"I was facing challenges and I was thinking about stopping my marketing and communications activities," Ramos says. "I was thinking about what I should focus on, how should I sell myself and how should I grow myself and my business."

At first he joined a group that received coaching, then in February he started one-on-one coaching with Simon because he was seeking an individually tailored approach.

"I am more equipped and things are a bit more clear for me now and I have learned how to have vision," he says. "I wasn't able to stand back. Now I have improved myself in terms of how I work with others, build relationships and teams and act as a leader. There were things I wanted to be but now I feel I have more tools to do them."

The Shanghai Coaching Circle was established in 2007 by Beth Ronsick and Mia Van Der Heijden and now has around 30 coaches as members.

It aims to provide a forum for coaches to improve their skills, network and swap ideas.

Its coaches have a range of specialties from professional and executive coaching to life and creativity coaching.

There are coaches specializing in leadership training and helping trailing spouses, and even a youth coach training the next generation of environmental leaders.

"When it was formed it was the early days of coaching in Shanghai and we wanted to plant a stake in the ground to promote a spirit of professional integrity and peer collegiality as the coaching community grew," says Ronsick.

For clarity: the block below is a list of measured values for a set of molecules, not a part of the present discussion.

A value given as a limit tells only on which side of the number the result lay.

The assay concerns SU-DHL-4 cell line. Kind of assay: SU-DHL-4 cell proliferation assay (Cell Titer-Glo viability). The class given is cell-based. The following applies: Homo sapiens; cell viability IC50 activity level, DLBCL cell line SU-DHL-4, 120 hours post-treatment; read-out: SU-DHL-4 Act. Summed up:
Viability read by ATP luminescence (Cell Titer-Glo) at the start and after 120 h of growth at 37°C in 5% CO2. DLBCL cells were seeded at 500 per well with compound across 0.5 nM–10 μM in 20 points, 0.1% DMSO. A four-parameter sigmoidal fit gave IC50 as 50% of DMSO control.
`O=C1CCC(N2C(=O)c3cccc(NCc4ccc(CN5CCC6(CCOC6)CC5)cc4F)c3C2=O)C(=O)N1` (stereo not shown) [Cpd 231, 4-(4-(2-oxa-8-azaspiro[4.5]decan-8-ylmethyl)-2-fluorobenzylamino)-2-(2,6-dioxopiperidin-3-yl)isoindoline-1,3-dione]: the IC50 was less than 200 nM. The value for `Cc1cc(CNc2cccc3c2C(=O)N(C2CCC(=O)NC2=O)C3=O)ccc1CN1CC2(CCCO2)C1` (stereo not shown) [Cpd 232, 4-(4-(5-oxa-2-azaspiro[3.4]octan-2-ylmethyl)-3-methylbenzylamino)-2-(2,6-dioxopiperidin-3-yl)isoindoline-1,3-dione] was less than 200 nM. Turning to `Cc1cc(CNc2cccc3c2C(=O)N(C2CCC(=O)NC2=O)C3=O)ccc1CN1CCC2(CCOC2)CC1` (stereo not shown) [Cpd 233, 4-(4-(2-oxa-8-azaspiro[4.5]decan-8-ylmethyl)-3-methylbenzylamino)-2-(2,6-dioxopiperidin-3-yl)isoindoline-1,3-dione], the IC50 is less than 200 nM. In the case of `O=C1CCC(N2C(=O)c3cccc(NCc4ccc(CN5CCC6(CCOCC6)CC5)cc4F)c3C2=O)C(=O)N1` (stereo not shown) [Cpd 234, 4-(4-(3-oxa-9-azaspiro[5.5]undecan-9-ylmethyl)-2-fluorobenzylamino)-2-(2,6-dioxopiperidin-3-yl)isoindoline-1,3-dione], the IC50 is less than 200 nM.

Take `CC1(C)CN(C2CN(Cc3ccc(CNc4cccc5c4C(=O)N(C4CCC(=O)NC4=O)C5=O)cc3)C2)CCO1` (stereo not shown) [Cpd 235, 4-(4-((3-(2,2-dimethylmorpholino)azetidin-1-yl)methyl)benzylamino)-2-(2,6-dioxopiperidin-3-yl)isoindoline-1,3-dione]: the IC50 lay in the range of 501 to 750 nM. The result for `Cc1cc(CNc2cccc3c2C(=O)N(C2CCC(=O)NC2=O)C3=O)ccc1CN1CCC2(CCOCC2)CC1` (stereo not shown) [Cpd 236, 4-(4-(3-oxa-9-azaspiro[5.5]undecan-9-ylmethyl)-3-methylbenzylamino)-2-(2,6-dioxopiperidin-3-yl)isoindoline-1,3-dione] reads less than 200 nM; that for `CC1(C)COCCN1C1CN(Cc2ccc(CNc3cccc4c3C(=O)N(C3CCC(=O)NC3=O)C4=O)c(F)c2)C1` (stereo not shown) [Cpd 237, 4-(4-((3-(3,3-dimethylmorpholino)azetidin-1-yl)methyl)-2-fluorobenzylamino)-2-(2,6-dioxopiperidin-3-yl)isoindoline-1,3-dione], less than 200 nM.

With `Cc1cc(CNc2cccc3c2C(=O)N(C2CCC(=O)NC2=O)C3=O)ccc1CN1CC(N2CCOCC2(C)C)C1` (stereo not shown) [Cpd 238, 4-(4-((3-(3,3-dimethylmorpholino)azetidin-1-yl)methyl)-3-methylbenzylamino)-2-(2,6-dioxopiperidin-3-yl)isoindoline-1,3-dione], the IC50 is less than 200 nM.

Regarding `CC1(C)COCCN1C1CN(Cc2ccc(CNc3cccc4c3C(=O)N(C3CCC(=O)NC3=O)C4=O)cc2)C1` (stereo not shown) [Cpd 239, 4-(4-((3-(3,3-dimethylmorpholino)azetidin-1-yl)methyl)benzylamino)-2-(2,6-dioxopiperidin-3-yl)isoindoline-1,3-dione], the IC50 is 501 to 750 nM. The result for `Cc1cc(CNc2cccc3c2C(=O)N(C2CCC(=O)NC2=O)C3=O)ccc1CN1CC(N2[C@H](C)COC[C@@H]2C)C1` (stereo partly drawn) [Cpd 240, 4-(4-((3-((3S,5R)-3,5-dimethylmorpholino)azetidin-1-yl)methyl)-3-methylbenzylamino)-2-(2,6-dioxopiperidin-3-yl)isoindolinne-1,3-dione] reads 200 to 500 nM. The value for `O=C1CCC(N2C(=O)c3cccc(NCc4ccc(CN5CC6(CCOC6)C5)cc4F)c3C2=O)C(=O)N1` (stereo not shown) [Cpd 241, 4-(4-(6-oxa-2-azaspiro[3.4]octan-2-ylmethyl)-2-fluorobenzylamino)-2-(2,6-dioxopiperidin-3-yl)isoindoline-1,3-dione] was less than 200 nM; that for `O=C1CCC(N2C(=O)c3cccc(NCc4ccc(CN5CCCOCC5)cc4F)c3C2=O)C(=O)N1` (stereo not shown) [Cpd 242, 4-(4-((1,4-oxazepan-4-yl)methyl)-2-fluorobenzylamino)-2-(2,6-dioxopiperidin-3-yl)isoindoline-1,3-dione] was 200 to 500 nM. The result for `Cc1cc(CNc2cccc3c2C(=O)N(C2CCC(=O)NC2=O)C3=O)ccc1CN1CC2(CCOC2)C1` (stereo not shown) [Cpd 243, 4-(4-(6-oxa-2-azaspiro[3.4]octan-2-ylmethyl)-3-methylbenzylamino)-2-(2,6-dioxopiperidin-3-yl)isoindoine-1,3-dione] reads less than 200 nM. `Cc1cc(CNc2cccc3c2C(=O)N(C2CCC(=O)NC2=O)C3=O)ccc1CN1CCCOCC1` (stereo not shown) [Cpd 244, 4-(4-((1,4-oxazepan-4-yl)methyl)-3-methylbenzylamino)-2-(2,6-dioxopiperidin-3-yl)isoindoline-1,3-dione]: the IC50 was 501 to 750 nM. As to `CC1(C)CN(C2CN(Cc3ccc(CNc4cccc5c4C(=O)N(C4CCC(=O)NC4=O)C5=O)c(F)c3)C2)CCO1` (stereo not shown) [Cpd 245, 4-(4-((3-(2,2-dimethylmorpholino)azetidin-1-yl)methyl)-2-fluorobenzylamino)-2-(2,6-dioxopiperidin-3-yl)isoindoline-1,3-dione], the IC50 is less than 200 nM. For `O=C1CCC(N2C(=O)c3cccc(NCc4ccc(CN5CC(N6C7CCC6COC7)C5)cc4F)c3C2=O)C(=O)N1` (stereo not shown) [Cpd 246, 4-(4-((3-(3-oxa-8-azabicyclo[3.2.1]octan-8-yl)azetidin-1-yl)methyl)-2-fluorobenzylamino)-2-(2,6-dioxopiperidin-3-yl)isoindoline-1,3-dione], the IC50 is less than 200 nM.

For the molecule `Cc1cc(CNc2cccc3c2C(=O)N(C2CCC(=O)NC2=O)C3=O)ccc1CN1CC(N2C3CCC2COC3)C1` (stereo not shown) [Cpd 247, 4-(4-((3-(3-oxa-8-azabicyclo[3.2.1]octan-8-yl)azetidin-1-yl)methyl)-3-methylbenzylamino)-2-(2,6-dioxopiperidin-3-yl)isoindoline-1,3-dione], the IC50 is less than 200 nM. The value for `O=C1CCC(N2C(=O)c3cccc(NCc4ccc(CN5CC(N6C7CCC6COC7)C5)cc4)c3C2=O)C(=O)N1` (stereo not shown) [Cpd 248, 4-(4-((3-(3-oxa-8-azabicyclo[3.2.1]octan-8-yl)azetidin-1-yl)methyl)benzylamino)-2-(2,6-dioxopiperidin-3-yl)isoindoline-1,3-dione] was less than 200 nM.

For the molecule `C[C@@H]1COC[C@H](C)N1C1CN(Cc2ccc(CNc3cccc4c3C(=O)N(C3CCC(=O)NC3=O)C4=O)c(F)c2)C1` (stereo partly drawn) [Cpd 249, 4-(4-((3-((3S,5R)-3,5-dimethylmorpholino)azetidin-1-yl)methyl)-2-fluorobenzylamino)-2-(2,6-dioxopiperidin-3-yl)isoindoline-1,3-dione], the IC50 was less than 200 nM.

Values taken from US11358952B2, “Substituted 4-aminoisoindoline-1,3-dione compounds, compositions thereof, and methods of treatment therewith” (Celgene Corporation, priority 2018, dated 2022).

While certification is not compulsory, Ronsick says coaching standards and certification is becoming a "hotter" topic for the coaching industry both globally and in Shanghai. The growing desire by clients for a coach to be qualified is driving the industry toward increased certification, she says.

While life coaching has been around for more than a decade and professional or executive coaching is a well-established part of the corporate landscape, Shanghai's coaching ranks are still greenhorns compared with their more experienced overseas colleagues.

"Shanghai is a younger market in terms of people's exposure and understanding of coaching," Ronsick says. "There are some very good coaches who have been in Shanghai for years, and a bumper crop of new, promising coaches finding their way."

Talent and demand for coaching are growing. One of the next generations of coaches is former bank manager Violet Zhang, who after receiving life coaching decided to quit her job and begin training as a coach.

Despite having a successful career, she said she was not happy working long hours and leaving much of the care of her two children in the hands of her husband's parents. She has moved her family out to Sheshan area in Songjiang District, where she is training to become an ICF-certified coach.

The coaching methodology has empowered her, she says, and Zhang is already using some of the skills she has learned. Her husband Charles works in senior management at a state-owned enterprise and she regularly coaches him to help steer difficult projects he is responsible for.

"It is often the case here that the first half of your life is spent doing what others think you should do and the second half of your life is spent looking at what you think you should do," she says. "These coaching methods can help you find out what it is you want and how to achieve it."